Socrătes in Harpers Dictionary of Classical Antiquities (1898)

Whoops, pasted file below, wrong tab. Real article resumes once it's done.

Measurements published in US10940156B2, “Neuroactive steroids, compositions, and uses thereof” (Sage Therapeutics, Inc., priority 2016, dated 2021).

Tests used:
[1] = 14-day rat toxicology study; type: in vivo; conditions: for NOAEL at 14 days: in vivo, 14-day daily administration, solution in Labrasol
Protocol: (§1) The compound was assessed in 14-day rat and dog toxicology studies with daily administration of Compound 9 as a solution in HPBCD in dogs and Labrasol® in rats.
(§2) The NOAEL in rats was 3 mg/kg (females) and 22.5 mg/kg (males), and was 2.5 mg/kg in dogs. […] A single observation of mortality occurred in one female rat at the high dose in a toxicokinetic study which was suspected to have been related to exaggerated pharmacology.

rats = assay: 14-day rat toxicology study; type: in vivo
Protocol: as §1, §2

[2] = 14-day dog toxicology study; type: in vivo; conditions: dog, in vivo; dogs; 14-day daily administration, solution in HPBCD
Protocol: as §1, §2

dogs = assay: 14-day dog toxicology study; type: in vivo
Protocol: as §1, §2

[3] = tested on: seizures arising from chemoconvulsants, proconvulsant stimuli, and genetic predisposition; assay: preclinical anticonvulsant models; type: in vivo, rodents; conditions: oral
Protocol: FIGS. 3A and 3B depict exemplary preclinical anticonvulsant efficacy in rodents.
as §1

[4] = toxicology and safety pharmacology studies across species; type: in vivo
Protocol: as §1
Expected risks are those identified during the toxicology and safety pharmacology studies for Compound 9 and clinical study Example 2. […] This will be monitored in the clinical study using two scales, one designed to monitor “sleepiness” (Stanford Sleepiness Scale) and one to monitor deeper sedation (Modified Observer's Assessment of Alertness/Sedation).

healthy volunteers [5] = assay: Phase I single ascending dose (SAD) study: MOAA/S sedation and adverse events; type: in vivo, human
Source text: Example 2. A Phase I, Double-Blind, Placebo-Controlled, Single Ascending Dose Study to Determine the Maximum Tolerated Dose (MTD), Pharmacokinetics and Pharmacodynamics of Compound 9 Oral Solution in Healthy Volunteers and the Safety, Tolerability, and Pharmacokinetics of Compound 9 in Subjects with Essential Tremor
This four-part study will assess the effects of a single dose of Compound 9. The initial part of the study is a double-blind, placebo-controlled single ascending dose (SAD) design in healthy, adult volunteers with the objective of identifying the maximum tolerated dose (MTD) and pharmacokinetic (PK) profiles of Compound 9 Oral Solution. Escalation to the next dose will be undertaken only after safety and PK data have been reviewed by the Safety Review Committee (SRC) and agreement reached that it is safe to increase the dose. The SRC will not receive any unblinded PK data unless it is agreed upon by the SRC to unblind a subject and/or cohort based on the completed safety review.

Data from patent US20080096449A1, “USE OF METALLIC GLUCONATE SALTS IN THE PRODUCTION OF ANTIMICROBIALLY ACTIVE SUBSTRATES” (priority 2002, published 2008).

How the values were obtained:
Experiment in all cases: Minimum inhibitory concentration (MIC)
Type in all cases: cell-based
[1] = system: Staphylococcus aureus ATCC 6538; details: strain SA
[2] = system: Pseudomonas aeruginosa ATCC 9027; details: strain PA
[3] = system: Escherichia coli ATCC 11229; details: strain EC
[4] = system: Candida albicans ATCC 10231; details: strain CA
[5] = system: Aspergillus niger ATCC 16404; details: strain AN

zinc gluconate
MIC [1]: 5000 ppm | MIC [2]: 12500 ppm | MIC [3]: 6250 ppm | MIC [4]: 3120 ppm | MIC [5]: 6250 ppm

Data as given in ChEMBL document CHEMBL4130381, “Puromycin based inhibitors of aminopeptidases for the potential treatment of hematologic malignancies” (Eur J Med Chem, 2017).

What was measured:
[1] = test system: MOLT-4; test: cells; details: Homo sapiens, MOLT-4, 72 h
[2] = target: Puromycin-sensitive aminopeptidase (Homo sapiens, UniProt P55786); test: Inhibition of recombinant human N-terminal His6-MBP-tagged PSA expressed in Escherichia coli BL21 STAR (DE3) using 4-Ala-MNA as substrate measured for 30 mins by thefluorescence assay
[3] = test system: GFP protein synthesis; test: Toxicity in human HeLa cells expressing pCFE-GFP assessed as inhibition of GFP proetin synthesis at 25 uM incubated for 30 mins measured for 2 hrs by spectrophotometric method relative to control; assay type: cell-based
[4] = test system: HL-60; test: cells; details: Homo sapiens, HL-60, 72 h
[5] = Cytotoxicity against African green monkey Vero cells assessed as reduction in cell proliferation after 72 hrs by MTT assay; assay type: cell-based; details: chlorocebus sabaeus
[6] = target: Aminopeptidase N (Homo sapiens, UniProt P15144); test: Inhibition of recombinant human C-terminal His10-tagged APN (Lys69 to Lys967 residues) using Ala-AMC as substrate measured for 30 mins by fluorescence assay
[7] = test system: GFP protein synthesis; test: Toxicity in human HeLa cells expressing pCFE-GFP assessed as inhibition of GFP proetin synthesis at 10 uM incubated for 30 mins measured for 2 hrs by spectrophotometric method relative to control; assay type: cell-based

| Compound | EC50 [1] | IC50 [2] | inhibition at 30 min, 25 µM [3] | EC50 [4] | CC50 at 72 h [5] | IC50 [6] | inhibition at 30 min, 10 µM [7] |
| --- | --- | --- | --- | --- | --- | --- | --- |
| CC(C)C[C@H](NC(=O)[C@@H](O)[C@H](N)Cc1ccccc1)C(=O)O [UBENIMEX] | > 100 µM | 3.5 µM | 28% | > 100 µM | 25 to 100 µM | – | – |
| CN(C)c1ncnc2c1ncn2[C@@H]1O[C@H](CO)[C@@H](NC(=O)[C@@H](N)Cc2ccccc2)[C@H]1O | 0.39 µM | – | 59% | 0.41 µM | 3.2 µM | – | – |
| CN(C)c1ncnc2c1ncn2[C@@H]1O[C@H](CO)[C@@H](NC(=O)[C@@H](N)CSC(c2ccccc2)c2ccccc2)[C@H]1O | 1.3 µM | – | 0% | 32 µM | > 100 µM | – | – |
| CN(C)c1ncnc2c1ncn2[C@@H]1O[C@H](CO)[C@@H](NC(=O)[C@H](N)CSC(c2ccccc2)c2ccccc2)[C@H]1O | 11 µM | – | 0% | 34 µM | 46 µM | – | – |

An Athenian philosopher, whose teaching revolutionized the whole drift of subsequent philosophical speculation. He was born in the deme Alopecé, near Athens, B.C. 469. His father, Sophroniscus, was a sculptor, and his mother, Phaenareté, was a midwife. In his youth Socrates for a time followed his father's occupation, and a group of sculptured Graces, preserved in the Acropolis, was exhibited as his work down to the time of Pausanias; but there is reason to believe that this arose from a confusion of names. It is thought by some that the relief of draped Graces in the Museo Chiaramonte in Rome represents the Athenian group, in which case it must have belonged to an earlier period of art than the century in which Socrates lived. The personal qualities of Socrates were marked, and such as would readily attract attention. He enjoyed vigorous health, and was so robust as to be capable of enduring fatigue and hardship to a degree that astonished all who knew him. He went barefooted at all seasons of the year; and this not merely at Athens, but when serving as a soldier in the much colder climate of Thrace; and he wore the same clothing in winter as in summer. His features were of remarkable ugliness; and his flat nose, thick lips, and bulging eyes led to his being compared to a satyr. As to the particulars of his life, there is no connected account. It is known that he served as a heavy-armed soldier at Potidaea, Delium, and Amphipolis; but he seems not to have filled any public office until B.C. 406, when he was a member of the Senate of Five Hundred, and as such refused, in spite of all personal risk, to put an unconstitutional question to vote. He displayed the same moral courage in refusing to obey the order of the Thirty Tyrants for the arrest of Leon of Salamis. From the period of his middle life, at any rate, he devoted his time wholly to the self-imposed task of teaching, giving up all other business, both public and private, and neglecting all means of acquiring a fortune. It was probably his remissness in this respect which was responsible for the ill-temper and fretfulness of his wife Xanthippé, whose name has passed into all modern tongues as the type of a shrew. Socrates never opened a school and never lectured publicly, nor did he receive any money for his teaching, but went about in the most public parts of the city, such as the market-place, the gymnasia, and the work-shops, seeking opportunities for awakening in the young and old alike moral consciousness and an impulse towards self-knowledge with respect to the end and value of human action. His object, however, was only to aid those with whom he talked in developing such germs of knowledge as were already present in them, and not to communicate to them dogmatically any knowledge of his own. He was especially severe upon false pretences and intellectual conceit; and, consequently, to many persons he became exceedingly obnoxious, and was the object of much dislike and misrepresentation. This is probably the reason why Aristophanes, in The Clouds, selected Socrates as the type of men engaged in philosophical and rhetorical teaching; the more so, as his grotesque physiognomy admitted so well of being imitated in the mask which the actor wore. The audience at the theatre would more readily recognize the peculiar figure which they were accustomed to see every day in the market-place than if Prodicus or Protagoras, whom most of them did not know by sight, had been brought on the stage; nor was it of much importance either to them or to Aristophanes whether Socrates was represented as teaching what he did really teach, or something utterly different. Attached to none of the prevailing parties, Socrates found in each of them his friends and his enemies. Hated and persecuted by Critias , Charicles, and others among the Thirty Tyrants, who had a special reference to him in the decree which they issued, forbidding the teaching of the art of oratory, he was impeached after their banishment and by their opponents. An orator named Lycon, and a poet (a friend of Thrasybulus) named Meletus, had united in the impeachment with the powerful demagogue Anytus, an embittered antagonist of the Sophists and their system, and one of the leaders of the band which, setting out from Phylé, forced their way into the Piraeus, and drove out the Thirty Tyrants. The judges also are described as persons who had been banished, and who had returned with Thrasybulus. The chief articles of impeachment were that Socrates was guilty of corrupting the youth and of despising the tutelary deities of the State, putting in their place other new divinities. At the same time it had been made a matter of accusation against him that Critias , the most ruthless of the Tyrants, had come forth from his school. Some expressions of his, in which he had found fault with the democratic mode of electing by lot, had also been brought up against him; and there can be little doubt that use was made of his friendly relations with Theramenes, one of the most influential of the Thirty, with Plato's uncle Charmides, who fell by the side of Critias in the struggle with the popular party, and with other aristocrats, in order to irritate against him the party which at that time was dominant. The substance of the speech which Socrates delivered in his defence is probably preserved by Plato in the discourse which goes under the name of the "Apology of Socrates." Being condemned by a majority of only six votes, he expresses the conviction that he deserved to be maintained at the public cost in the Prytaneum, and refuses to acquiesce in the adjudication of imprisonment or a large fine or banishment. He will assent to nothing more than a fine of sixty minae, on the security of Plato, Crito , and other friends. Condemned to death by the judges, who were incensed by this speech, by a majority of eighty votes, he departs from them with the protestation that he would rather die after such a defence than live after one in which he should have endeavoured to excite their pity. The sentence of death could not be carried into execution until after the return of the vessel which had been sent to Delos on the periodical Theoric mission. The thirty days which intervened between its return and the condemnation of Socrates were devoted by him in prison to poetic attempts (the first he had made in his life) and to his usual conversation with his friends. One of these conversations, on the duty of obedience to the laws, Plato has reported in the Crito, so called after the faithful follower of Socrates, who had endeavoured without success to persuade him to make his escape. In another, imitated or worked up by Plato in the Phaedo, Socrates immediately before he drank the cup of hemlock developed the grounds of his immovable conviction of the immortality of the soul. He died with composure and cheerfulness in his seventieth year, B.C. 399. Three peculiarities distinguished Socrates: (a) His long life passed in contented poverty and in public dialectics, of which we have already spoken. (b) His persuasion of a special religious mission. He had been accustomed constantly to hear, even from his childhood, a divine voice- interfering, at moments when he was about to act, in the way of restraint, but never in the way of instigation. Such prohibitory warning was wont to come upon him very frequently, not merely on great but even on small occasions, intercepting what he was about to do or to say. Though later writers speak of this as the Daemon or Genius of Socrates, he himself did not personify it, but treated it merely as a "divine sign, a prophetic or supernatural voice." He was accustomed not only to obey it implicitly, but to speak of it publicly and familiarly to others, so that the fact was well known both to his friends and to his enemies. See a paper by H. Jackson in the English Journal of Philology, vol. v., and Freymüller, De Socratis Daemonio (1864). (c) His great intellectual originality, both of subject and of method, and his power of stirring and forcing the germ of inquiry and ratiocination in others. He was the first who turned his thoughts and discussions distinctly to the subject of ethics, and was the first to proclaim that "the proper study of mankind is man." With the philosophers who preceded him, the subject of examination had been Nature, or the Cosmos as one undistinguishable whole, blending together cosmogony, astronomy, geometry, physics, metaphysics, etc. In discussing ethical subjects Socrates employed the dialectic method, and thus laid the foundation of formal logic, which was afterwards expanded by Plato and systematized by Aristotle. The originality of Socrates is shown by the results he achieved. Out of his intellectual school sprang not merely Plato, himself a host, but all the other leaders of Grecian speculation for the next half century, and all those who continued the great line of speculative philosophy down to later times. Euclid and the Megaric School of philosophers-Aristippus and the Cyrenaic Antisthenes and Diogenes, the first of those called the Cynics-all emanated more or less directly from the stimulus imparted by Socrates, and so, for that matter, did the Stoics and Epicureans, though each followed a different vein of thought. Ethics continued to be what Socrates had first made them -a distinct branch of philosophy-alongside of which politics, rhetoric, logic, and other speculations relating to man and society gradually arranged themselves; all of them more popular, as well as more keenly controverted, than physics, which at that time presented comparatively little charm, and still less of attainable certainty. There can be no doubt that the individual influence of Socrates permanently enlarged the horizon, improved the method, and multiplied the ascendant minds, of the Grecian speculative world, in a manner never since paralleled. Subsequent philosophers had a more elaborate doctrine and a larger number of disciples who imbibed their ideas; but none of them applied the same stimulating method with the same efficacy, and none of them so struck out of other minds that fire which sets light to original thought. See Zeller, Socrates and the Socratic Schools, Engl. trans. (1877); Alberti, Sokrates (1869); Bertram, Der Sokrates d. Xenoph. und Aristoph. (1865); Carran, La Sophistique de Socrate (1886); Guttmann, Ueber den wissenschaftlichen Standpunkt des Sokrates (1881). The best ancient sources are Xenophon's Memorabilia and Symposium, with Plato's Crito, Symposium, Apologia, and Phaedo. See Philosophia.